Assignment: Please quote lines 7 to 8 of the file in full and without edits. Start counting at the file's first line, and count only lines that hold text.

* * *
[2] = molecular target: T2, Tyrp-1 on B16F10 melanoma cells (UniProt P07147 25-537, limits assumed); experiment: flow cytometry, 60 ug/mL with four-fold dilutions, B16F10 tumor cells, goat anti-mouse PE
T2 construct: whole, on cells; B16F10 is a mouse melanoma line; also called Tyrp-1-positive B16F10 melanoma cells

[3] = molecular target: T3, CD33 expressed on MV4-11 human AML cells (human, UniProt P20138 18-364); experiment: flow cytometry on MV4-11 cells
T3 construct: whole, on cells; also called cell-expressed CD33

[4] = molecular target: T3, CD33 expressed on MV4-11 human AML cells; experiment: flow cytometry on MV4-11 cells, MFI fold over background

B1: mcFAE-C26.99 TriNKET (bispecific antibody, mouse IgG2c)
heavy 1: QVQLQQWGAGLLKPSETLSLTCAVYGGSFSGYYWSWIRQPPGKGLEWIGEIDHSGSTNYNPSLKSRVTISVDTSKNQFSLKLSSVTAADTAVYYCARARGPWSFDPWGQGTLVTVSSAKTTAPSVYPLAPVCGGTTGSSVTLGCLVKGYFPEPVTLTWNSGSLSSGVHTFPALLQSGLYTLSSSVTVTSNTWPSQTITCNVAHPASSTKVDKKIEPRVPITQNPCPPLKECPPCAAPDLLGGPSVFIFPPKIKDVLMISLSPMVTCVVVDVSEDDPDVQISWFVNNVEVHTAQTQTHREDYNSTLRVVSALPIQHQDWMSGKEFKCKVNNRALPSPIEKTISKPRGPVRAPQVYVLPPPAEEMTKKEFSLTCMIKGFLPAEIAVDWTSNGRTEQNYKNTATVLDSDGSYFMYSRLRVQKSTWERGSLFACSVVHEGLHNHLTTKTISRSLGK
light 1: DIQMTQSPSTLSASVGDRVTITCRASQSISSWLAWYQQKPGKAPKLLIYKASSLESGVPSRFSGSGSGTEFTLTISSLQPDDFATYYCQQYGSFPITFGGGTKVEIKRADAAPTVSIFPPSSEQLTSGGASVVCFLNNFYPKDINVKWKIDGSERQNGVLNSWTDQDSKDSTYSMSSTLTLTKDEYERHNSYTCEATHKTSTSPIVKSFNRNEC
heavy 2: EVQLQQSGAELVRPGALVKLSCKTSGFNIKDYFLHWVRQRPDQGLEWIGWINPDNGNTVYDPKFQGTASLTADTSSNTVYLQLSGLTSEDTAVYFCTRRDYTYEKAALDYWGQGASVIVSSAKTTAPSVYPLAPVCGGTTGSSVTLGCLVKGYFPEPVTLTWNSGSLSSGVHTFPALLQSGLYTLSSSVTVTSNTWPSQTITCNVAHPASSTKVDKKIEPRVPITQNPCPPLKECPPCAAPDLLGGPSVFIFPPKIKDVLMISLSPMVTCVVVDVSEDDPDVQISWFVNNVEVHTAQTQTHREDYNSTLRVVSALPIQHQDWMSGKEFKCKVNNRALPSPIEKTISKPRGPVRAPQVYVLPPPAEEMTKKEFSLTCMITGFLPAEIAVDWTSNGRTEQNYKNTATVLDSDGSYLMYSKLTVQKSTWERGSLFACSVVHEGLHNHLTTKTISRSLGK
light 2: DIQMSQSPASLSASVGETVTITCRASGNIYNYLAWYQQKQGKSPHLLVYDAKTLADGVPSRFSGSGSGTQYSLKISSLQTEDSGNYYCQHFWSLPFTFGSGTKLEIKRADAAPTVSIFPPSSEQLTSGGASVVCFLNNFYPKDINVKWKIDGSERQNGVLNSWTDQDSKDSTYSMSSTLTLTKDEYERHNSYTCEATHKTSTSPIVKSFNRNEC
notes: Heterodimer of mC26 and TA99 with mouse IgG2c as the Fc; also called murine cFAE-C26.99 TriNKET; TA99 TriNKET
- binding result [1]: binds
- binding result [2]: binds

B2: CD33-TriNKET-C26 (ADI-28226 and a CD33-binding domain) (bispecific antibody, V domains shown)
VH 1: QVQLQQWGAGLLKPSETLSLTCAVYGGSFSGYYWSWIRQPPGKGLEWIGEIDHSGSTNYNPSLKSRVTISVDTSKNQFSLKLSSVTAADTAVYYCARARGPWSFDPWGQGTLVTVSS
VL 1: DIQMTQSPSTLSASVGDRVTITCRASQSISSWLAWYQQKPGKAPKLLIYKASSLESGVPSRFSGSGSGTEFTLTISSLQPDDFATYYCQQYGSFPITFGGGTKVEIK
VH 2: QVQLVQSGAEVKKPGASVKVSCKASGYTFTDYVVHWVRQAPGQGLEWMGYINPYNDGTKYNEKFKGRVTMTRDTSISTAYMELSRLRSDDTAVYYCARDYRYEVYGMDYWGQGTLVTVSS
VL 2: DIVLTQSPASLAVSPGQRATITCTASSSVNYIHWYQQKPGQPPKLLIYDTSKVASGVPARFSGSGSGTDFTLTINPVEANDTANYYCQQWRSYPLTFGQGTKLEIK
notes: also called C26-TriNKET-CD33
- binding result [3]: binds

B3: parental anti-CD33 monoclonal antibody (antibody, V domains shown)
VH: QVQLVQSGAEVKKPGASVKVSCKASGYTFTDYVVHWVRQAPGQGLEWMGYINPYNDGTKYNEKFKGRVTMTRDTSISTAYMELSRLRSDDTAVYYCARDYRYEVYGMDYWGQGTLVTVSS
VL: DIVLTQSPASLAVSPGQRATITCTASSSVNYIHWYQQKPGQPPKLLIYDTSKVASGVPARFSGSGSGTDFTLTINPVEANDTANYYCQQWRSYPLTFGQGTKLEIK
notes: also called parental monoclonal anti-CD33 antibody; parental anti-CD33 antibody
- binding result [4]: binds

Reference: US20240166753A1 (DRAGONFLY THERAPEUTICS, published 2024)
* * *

heavy 1: QVQLQQWGAGLLKPSETLSLTCAVYGGSFSGYYWSWIRQPPGKGLEWIGEIDHSGSTNYNPSLKSRVTISVDTSKNQFSLKLSSVTAADTAVYYCARARGPWSFDPWGQGTLVTVSSAKTTAPSVYPLAPVCGGTTGSSVTLGCLVKGYFPEPVTLTWNSGSLSSGVHTFPALLQSGLYTLSSSVTVTSNTWPSQTITCNVAHPASSTKVDKKIEPRVPITQNPCPPLKECPPCAAPDLLGGPSVFIFPPKIKDVLMISLSPMVTCVVVDVSEDDPDVQISWFVNNVEVHTAQTQTHREDYNSTLRVVSALPIQHQDWMSGKEFKCKVNNRALPSPIEKTISKPRGPVRAPQVYVLPPPAEEMTKKEFSLTCMIKGFLPAEIAVDWTSNGRTEQNYKNTATVLDSDGSYFMYSRLRVQKSTWERGSLFACSVVHEGLHNHLTTKTISRSLGK
light 1: DIQMTQSPSTLSASVGDRVTITCRASQSISSWLAWYQQKPGKAPKLLIYKASSLESGVPSRFSGSGSGTEFTLTISSLQPDDFATYYCQQYGSFPITFGGGTKVEIKRADAAPTVSIFPPSSEQLTSGGASVVCFLNNFYPKDINVKWKIDGSERQNGVLNSWTDQDSKDSTYSMSSTLTLTKDEYERHNSYTCEATHKTSTSPIVKSFNRNEC